A recognised complication of carotid endarterectomy (CEA) is postoperative haematoma, which can threaten the airway. Previous studies have looked at medical methods of preventing this complication. This study aims to evaluate the impact of simple direct pressure postoperatively on the development of haematoma.MATERIALS AND METHODS
From 2011 to 2016, 161 consecutive CEA were performed by a single surgeon or trainee under supervision. After 80 operations, the postoperative technique was altered, with additional pressure being applied by the surgeon to the skin incision from completion of suturing until each patient was awake in the recovery room. The rates of postoperative haematoma and other complications were compared between the pre- and post-intervention groups, as well as grade of surgeon, urgency of operation and antiplatelet/anticoagulant use.RESULTS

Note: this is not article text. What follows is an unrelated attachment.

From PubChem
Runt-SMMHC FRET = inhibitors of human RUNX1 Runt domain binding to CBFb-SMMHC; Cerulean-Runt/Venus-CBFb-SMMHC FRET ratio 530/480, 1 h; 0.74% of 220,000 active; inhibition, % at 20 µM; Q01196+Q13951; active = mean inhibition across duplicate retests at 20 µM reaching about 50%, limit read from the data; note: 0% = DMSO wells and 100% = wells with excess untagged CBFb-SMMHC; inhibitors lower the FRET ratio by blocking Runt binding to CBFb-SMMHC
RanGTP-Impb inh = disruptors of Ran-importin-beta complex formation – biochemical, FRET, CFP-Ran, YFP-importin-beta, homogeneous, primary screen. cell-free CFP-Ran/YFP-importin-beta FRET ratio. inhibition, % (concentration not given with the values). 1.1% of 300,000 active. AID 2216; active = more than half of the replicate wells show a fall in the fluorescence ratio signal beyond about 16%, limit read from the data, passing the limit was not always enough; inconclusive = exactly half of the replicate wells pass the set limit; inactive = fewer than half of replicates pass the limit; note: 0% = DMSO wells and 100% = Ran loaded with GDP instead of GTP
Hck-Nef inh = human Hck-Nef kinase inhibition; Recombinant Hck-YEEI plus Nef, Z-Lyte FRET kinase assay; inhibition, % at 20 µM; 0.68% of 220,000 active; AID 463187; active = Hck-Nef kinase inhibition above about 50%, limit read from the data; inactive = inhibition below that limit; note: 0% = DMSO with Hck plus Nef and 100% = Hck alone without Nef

Post-carotid haematomas were eliminated in the post-intervention group (0/81); in the pre-intervention group 7/80 patients developed haematoma (P < 0.05). There were no significant differences in urgency of surgery, antiplatelet/anticoagulant use, grade of surgeon or other complications (stroke: 2/80 vs 0/81 P < 0.05), suggesting that this was not a learning curve effect.DISCUSSION
The results suggest that applying direct pressure helps to reduce oozing, provides time to monitor and identify additional bleeding and protects the wound from excessive strain that may be caused by coughing while the patient wakes up. We advise that the lead surgeon should apply such pressure to ensure precise and focal targeting, for maximum effect.CONCLUSION
During recovery from CEA, focused and prolonged pressure by the operating surgeon is a highly effective method of reducing haematoma.